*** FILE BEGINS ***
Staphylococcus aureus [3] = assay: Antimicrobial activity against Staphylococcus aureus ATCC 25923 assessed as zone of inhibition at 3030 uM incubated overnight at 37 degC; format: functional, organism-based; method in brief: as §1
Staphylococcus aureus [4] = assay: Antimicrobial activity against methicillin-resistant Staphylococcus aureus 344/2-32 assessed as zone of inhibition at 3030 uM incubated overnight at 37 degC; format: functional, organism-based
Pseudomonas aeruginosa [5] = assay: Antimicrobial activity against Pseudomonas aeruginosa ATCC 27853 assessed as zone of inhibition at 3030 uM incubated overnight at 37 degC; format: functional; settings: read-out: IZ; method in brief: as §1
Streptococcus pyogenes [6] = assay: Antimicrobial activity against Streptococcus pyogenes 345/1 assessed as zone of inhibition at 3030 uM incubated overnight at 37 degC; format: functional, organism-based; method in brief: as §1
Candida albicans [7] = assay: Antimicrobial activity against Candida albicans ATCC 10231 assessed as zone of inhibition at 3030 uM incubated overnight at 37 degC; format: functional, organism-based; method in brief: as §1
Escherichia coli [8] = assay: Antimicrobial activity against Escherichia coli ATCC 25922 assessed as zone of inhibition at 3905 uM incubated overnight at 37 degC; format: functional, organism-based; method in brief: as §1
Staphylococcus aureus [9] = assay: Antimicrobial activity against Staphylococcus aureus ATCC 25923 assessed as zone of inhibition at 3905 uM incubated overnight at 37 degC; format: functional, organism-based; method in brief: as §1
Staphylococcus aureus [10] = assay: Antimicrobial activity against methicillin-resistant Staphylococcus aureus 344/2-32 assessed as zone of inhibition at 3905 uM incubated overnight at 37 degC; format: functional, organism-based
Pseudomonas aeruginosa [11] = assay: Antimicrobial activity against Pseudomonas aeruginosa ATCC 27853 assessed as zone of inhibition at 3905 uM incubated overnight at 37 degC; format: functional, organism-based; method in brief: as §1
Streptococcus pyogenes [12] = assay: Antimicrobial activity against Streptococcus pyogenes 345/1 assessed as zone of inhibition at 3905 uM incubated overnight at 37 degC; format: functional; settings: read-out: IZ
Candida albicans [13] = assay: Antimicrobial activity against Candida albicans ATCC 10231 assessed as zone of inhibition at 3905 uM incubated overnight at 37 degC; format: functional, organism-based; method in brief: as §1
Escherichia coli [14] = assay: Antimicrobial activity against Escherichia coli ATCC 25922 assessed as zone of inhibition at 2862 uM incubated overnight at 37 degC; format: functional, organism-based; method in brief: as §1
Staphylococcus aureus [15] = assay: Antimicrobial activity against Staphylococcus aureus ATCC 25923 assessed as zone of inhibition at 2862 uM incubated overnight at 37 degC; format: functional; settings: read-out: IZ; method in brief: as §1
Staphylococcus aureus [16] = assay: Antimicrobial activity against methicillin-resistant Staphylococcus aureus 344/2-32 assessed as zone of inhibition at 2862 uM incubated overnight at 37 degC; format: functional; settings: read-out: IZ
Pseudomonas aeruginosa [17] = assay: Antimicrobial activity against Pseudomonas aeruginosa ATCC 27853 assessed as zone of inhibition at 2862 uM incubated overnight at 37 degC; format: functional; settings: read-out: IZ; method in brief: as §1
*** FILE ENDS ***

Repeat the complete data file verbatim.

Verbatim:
Staphylococcus aureus [3] = assay: Antimicrobial activity against Staphylococcus aureus ATCC 25923 assessed as zone of inhibition at 3030 uM incubated overnight at 37 degC; format: functional, organism-based; method in brief: as §1
Staphylococcus aureus [4] = assay: Antimicrobial activity against methicillin-resistant Staphylococcus aureus 344/2-32 assessed as zone of inhibition at 3030 uM incubated overnight at 37 degC; format: functional, organism-based
Pseudomonas aeruginosa [5] = assay: Antimicrobial activity against Pseudomonas aeruginosa ATCC 27853 assessed as zone of inhibition at 3030 uM incubated overnight at 37 degC; format: functional; settings: read-out: IZ; method in brief: as §1
Streptococcus pyogenes [6] = assay: Antimicrobial activity against Streptococcus pyogenes 345/1 assessed as zone of inhibition at 3030 uM incubated overnight at 37 degC; format: functional, organism-based; method in brief: as §1
Candida albicans [7] = assay: Antimicrobial activity against Candida albicans ATCC 10231 assessed as zone of inhibition at 3030 uM incubated overnight at 37 degC; format: functional, organism-based; method in brief: as §1
Escherichia coli [8] = assay: Antimicrobial activity against Escherichia coli ATCC 25922 assessed as zone of inhibition at 3905 uM incubated overnight at 37 degC; format: functional, organism-based; method in brief: as §1
Staphylococcus aureus [9] = assay: Antimicrobial activity against Staphylococcus aureus ATCC 25923 assessed as zone of inhibition at 3905 uM incubated overnight at 37 degC; format: functional, organism-based; method in brief: as §1
Staphylococcus aureus [10] = assay: Antimicrobial activity against methicillin-resistant Staphylococcus aureus 344/2-32 assessed as zone of inhibition at 3905 uM incubated overnight at 37 degC; format: functional, organism-based
Pseudomonas aeruginosa [11] = assay: Antimicrobial activity against Pseudomonas aeruginosa ATCC 27853 assessed as zone of inhibition at 3905 uM incubated overnight at 37 degC; format: functional, organism-based; method in brief: as §1
Streptococcus pyogenes [12] = assay: Antimicrobial activity against Streptococcus pyogenes 345/1 assessed as zone of inhibition at 3905 uM incubated overnight at 37 degC; format: functional; settings: read-out: IZ
Candida albicans [13] = assay: Antimicrobial activity against Candida albicans ATCC 10231 assessed as zone of inhibition at 3905 uM incubated overnight at 37 degC; format: functional, organism-based; method in brief: as §1
Escherichia coli [14] = assay: Antimicrobial activity against Escherichia coli ATCC 25922 assessed as zone of inhibition at 2862 uM incubated overnight at 37 degC; format: functional, organism-based; method in brief: as §1
Staphylococcus aureus [15] = assay: Antimicrobial activity against Staphylococcus aureus ATCC 25923 assessed as zone of inhibition at 2862 uM incubated overnight at 37 degC; format: functional; settings: read-out: IZ; method in brief: as §1
Staphylococcus aureus [16] = assay: Antimicrobial activity against methicillin-resistant Staphylococcus aureus 344/2-32 assessed as zone of inhibition at 2862 uM incubated overnight at 37 degC; format: functional; settings: read-out: IZ
Pseudomonas aeruginosa [17] = assay: Antimicrobial activity against Pseudomonas aeruginosa ATCC 27853 assessed as zone of inhibition at 2862 uM incubated overnight at 37 degC; format: functional; settings: read-out: IZ; method in brief: as §1